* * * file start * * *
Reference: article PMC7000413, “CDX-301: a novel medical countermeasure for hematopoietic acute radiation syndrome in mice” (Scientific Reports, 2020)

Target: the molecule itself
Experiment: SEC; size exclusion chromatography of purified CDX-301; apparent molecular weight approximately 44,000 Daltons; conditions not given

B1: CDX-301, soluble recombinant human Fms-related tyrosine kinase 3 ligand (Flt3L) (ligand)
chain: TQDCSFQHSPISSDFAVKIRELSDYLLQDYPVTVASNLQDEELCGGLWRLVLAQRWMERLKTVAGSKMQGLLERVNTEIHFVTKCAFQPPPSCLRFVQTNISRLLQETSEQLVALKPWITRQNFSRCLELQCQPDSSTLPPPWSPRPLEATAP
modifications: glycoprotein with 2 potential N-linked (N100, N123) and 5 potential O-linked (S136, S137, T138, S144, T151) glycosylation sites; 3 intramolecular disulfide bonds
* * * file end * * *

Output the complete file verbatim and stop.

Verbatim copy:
Reference: article PMC7000413, “CDX-301: a novel medical countermeasure for hematopoietic acute radiation syndrome in mice” (Scientific Reports, 2020)

Target: the molecule itself
Experiment: SEC; size exclusion chromatography of purified CDX-301; apparent molecular weight approximately 44,000 Daltons; conditions not given

B1: CDX-301, soluble recombinant human Fms-related tyrosine kinase 3 ligand (Flt3L) (ligand)
chain: TQDCSFQHSPISSDFAVKIRELSDYLLQDYPVTVASNLQDEELCGGLWRLVLAQRWMERLKTVAGSKMQGLLERVNTEIHFVTKCAFQPPPSCLRFVQTNISRLLQETSEQLVALKPWITRQNFSRCLELQCQPDSSTLPPPWSPRPLEATAP
modifications: glycoprotein with 2 potential N-linked (N100, N123) and 5 potential O-linked (S136, S137, T138, S144, T151) glycosylation sites; 3 intramolecular disulfide bonds